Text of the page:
As a matter of full disclosure, I worked on Chairman Allen's re-election campaign professionally this cycle -- my first Republican client ever in more than 60 campaigns -- and I'm also listed as a reader on LULAC's report; in other words, I'm conflicted out the wazoo so take it as you will -- I make no pretense at objectivity.
Still, the admission requires some small explanation for my Democrat friends. In this partisan era, crossing party lines inevitably makes some people mad, plus he and I disagree on a lot of important stuff, starting with choice, not just abortions but schools. I chose to work for Allen precisely because of his leadership on the criminal justice issues described above. His district was targeted by pro-choice groups and Democrats as one of the few competitive seats in North Texas, and he's presently in quite a nasty race. To my way of thinking, though, if Allen loses, the Texas Legislature will still be pro-life, but criminal justice reformers would lose an important Republican friend, and a committee chair to boot. That made it a no-brainer. Yesterday I was proud of Chairman Allen, and it made me feel completely comfortable, perhaps for the first time, about the decision to help his campaign.
There are two ways to run against Republicans on the crime issue without staking out the farther-right position. One is to note that if our criminal justice system is screwed up through the felonization of increasingly minor crimes, wildly out-of-whack sentencing guidelines, unscalable barriers to exonerating the innocent, and so forth, it got that way after thirty years of Republican demagogery and the legislation that resulted from it, which leads to a question: Why should we trust the people who broke the system to fix it?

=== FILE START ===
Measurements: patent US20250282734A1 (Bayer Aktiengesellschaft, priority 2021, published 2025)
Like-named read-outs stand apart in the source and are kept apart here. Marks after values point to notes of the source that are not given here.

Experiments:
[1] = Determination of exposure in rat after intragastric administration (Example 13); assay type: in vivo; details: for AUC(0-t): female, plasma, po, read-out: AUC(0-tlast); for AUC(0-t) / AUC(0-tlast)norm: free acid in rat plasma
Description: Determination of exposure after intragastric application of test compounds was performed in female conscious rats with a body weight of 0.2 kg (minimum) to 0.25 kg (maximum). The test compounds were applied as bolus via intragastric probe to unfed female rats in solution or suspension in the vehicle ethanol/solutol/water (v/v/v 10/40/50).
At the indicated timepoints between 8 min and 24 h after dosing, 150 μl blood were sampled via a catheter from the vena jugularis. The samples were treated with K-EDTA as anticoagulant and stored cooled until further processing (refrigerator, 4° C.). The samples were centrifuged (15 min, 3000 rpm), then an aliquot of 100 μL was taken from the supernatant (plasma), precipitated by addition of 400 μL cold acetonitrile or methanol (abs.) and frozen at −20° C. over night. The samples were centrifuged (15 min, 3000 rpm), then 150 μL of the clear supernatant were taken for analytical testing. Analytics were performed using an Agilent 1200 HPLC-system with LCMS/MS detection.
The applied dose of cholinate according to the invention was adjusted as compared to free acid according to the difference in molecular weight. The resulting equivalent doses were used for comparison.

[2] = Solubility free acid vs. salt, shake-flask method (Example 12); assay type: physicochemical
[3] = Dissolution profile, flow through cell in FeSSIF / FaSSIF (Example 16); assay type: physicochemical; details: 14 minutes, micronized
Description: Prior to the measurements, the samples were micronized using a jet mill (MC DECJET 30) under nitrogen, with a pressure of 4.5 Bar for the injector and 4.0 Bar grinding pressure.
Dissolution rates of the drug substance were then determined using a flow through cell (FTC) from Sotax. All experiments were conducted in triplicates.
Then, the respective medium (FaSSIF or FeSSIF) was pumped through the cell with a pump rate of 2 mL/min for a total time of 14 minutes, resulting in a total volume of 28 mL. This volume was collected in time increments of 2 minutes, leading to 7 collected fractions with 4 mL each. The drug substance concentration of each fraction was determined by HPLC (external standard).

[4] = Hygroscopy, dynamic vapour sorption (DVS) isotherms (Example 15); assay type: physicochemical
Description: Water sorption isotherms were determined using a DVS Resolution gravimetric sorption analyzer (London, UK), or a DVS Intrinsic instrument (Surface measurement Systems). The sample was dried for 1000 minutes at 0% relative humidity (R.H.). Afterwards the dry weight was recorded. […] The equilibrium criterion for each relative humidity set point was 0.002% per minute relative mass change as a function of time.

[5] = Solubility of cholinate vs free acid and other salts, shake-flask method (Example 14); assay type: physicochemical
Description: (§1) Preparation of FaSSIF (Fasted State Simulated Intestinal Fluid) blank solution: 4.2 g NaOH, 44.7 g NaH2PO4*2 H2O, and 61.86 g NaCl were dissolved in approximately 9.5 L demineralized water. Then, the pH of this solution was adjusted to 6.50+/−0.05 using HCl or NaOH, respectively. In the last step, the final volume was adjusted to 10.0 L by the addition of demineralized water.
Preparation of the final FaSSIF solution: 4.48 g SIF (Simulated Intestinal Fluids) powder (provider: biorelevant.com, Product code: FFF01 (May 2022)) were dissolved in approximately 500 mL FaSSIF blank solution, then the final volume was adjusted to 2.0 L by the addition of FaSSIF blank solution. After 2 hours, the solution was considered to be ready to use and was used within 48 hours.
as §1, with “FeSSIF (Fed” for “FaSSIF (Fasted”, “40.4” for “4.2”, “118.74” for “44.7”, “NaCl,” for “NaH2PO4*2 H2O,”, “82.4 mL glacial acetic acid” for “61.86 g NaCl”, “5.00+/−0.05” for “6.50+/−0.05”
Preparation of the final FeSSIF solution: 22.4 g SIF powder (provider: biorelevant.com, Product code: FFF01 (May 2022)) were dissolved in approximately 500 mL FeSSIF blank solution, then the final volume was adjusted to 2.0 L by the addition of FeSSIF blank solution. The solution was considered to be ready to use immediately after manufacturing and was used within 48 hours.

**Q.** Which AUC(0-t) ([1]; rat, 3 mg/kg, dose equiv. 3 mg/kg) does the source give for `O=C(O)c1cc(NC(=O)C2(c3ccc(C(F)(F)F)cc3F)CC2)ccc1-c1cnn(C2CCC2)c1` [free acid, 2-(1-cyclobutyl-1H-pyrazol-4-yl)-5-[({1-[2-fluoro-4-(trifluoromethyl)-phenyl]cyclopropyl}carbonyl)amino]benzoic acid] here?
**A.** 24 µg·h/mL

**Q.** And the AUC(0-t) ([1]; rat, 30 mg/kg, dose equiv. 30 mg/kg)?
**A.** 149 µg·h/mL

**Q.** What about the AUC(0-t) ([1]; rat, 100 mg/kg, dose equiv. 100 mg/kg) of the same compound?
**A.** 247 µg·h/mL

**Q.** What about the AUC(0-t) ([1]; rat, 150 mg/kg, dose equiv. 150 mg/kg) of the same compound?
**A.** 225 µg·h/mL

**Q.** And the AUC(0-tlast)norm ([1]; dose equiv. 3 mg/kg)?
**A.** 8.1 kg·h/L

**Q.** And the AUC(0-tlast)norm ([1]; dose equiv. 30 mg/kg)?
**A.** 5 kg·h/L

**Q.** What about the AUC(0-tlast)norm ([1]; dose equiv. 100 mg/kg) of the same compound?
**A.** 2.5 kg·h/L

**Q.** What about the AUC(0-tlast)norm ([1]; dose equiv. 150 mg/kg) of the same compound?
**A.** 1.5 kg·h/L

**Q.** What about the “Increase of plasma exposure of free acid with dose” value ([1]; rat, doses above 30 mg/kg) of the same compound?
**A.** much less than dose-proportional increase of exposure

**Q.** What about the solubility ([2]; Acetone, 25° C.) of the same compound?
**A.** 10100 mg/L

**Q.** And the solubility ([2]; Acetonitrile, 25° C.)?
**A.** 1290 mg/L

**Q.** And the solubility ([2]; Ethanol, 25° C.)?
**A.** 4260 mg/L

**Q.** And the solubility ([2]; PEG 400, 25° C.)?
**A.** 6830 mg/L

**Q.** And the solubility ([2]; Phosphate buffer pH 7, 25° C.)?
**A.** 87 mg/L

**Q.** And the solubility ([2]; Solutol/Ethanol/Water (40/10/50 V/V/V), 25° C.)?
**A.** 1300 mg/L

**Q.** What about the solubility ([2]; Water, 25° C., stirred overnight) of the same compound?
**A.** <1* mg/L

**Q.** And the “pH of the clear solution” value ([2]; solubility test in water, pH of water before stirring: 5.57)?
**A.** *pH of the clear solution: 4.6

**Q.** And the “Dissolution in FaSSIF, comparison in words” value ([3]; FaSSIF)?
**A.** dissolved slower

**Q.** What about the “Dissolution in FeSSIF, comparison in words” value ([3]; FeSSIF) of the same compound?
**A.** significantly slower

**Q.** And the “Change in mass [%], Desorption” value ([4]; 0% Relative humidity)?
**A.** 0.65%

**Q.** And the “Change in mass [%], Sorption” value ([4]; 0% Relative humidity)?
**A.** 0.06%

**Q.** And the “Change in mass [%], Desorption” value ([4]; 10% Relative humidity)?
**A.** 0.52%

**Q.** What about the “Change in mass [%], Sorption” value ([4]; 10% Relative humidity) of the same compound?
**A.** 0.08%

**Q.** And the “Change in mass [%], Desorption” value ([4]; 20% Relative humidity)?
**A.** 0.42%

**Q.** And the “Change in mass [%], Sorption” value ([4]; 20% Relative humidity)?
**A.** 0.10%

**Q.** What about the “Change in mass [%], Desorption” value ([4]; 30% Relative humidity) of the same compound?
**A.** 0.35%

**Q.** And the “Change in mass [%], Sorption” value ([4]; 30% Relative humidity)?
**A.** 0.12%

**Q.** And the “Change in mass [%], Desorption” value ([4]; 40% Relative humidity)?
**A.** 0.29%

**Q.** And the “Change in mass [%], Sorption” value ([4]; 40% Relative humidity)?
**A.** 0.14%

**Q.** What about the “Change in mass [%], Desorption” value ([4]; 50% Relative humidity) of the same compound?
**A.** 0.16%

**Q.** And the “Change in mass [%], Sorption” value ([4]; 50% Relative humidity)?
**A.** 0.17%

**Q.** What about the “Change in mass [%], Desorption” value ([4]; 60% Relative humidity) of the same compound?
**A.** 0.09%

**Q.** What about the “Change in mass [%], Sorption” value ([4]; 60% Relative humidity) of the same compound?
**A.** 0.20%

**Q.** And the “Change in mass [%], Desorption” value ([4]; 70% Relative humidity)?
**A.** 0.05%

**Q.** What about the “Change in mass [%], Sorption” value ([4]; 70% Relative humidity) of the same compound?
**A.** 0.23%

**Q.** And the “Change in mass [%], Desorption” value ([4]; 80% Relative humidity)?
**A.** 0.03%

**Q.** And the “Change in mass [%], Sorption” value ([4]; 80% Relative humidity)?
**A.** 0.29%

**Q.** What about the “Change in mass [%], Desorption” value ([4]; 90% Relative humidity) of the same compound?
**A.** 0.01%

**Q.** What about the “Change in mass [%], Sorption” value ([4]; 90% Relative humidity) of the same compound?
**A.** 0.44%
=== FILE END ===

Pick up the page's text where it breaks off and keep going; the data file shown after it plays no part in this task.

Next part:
Second is the notion that our longterm tuff-on-crime mentality has been (among other things) a huge drain on state and county budgets, which is something I've harped on before. Given the budget crunches at all levels of government, it makes sense to me to tie criminal justice reform to fiscal responsibility. Locking up the right people has certainly made a dent in crime, but locking up people indiscriminately is unaffordably expensive in addition to being just plain dumb.
I recognize, as you can see in that last link above, that there are Republicans, even in this state, who are coming around to the idea that there's a point at which being tuff-on-crime is counterproductive. I'm glad to see it, but I'm not convinced that the Ray Allens will ever be the majority in their party. I think wholesale change is going to be necessary to deal with these problems. (Assuming, of course, that the Democrats abandon their me-tooism and figure out a coherent message that makes sense, both of the common and political varieties.) In the meantime, I can't blame Scott for making a pragmatic decision. I just hope that in the near future, he won't be faced with that kind of choice again.Posted by Charles Kuffner on November 01, 2004 to Crime and Punishment | TrackBack